Why the Blue Jackets Must “Blow it Up”

The Columbus Blue Jackets currently sit at an abysmal 2-11-1, which not only represents the NHL’s fewest point total but also its worst record by far.  The Blue Jackets have been mercilessly pounded in their last two games, 4-1 by the Toronto Maple Leafs and 9-2 by the Philadelphia Flyers last night.

Calls to fire the Blue Jackets General Manager (GM) Scott Howson and head coach Scott Arniel have been mounting, particularly because their payroll is the fifth-highest in the NHL, according to Capgeek.com.  But the calls to fire team President Mike Priest have been the most prevalent during the last several days, and with good reason.

It was Priest who hired Howson after a dizzying 2 ½ month GM search, hiring a former Asst. GM from one of the worst organizations in the NHL since the late 1980s, the Edmonton Oilers.  It has only been within the past two years that Edmonton has changed their organizational direction with promising early results, enabling them to escape two-plus decades of misery.

It has been Priest who has afforded Howson to not only increase the payroll to its current position, but who also allowed Howson to work with a competitive payroll in previous seasons; case in point, the Blue Jackets’ ranking of 19th in the NHL last season, which represented the third highest payroll in the Central Division and the middle of the pack in the NHL, overall.

So, for a team portrayed as a “budget team” the money ownership allotted to payroll is now known to be a misnomer.  And it’s now become evident throughout the NHL that the issues are now not only a case of efficiency, but effectiveness.

While all the signs point to a complete upheaval in the Blue Jackets organization, to include Priest, I offer you this:

I don’t see it happening, particularly not to the level that it should.

For any other organization, particularly an established NHL market/organization, firings would have occurred after a 5-7-2 start.  That’s about accountability, expectations and an organization culture that doesn’t tolerate ineptitude or sub-mediocrity.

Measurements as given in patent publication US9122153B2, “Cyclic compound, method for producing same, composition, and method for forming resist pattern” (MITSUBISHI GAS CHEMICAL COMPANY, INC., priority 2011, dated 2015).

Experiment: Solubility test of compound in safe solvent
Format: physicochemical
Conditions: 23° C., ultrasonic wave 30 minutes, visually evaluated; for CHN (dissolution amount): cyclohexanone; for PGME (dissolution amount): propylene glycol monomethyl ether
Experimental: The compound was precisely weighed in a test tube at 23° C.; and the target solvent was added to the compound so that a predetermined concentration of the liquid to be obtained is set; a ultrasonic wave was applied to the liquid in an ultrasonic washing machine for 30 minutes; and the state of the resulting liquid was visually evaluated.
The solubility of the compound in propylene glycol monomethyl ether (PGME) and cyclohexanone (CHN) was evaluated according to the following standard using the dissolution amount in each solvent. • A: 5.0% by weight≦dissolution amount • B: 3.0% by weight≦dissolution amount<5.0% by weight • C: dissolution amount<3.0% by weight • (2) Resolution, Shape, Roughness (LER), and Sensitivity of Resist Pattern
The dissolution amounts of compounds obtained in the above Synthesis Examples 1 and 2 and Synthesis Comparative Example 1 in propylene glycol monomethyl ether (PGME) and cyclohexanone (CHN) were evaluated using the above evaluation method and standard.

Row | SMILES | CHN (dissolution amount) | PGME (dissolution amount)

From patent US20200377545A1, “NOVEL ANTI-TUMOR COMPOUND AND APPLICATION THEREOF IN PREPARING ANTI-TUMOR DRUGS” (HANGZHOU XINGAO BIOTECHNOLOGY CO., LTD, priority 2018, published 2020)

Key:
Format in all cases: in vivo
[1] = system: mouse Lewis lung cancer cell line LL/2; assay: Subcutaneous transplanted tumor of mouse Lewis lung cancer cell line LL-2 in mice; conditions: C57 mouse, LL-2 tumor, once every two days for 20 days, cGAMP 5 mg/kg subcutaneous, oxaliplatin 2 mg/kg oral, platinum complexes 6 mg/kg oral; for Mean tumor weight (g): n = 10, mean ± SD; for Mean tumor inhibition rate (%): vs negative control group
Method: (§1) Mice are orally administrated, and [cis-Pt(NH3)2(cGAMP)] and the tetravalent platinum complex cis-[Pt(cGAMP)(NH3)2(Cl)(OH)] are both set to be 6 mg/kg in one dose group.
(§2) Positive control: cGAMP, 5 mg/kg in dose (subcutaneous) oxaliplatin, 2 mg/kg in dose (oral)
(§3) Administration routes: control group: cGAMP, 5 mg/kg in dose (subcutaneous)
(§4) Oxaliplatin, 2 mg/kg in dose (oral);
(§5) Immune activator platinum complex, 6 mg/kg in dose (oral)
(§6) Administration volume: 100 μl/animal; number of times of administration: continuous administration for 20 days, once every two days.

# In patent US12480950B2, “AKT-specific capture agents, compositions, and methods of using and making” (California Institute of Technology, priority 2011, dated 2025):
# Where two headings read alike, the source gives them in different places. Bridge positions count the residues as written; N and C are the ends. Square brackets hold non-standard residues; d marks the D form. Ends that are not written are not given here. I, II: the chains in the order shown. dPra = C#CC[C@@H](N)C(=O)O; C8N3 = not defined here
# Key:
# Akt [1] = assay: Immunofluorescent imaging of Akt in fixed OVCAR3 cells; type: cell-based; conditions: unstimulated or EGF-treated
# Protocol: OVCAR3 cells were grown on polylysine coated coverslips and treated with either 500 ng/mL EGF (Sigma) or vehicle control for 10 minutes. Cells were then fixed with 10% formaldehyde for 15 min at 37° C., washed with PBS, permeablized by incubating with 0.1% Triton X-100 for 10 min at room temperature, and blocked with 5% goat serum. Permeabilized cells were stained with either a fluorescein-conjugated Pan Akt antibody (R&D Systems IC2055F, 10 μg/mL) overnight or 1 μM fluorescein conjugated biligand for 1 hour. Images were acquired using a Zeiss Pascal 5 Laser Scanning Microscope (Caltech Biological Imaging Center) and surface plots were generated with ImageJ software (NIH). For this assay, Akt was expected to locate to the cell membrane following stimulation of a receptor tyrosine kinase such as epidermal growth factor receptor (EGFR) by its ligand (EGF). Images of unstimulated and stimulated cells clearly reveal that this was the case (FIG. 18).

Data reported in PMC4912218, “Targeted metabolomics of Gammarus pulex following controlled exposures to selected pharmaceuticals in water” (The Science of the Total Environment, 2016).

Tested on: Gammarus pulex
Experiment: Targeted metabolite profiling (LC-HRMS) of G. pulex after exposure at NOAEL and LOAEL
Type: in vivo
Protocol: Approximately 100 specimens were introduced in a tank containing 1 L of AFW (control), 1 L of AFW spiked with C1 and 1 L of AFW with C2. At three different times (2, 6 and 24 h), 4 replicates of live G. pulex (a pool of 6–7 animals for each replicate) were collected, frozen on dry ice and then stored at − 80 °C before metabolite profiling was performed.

However, after this embarrassing 2-11-1 start, the fans are given “votes of confidence” of the head coach and the GM, as well as countless team meetings – Kumbaya sessions – the results of which are short-team, at best, in nature.  The proper player-speak will be uttered, but in the end, at the first sign of adversity, the Blue Jackets will return to their listless, underachieving ways.

Particularly disturbing were the comments of team captain, Rick Nash, after another team meeting, this time with the owner of the Blue Jackets, John P. McConnell:

“The players here love what we’ve got.  Management, coaches…everyone’s very excited and very happy with what we have.  And we wouldn’t want to lose it.”

Now, there are those who say that Nash is a shy, unassuming person whose comments were meant to express his appreciation to the fans and to ownership.  But, for a team captain who will never be confused with Jarome Iginla, Sidney Crosby or former Red Wings captain Steve Yzerman, one can’t help but wonder if the comments were meant to acknowledge that the tolerance level of this organization is far higher than in any other NHL organization.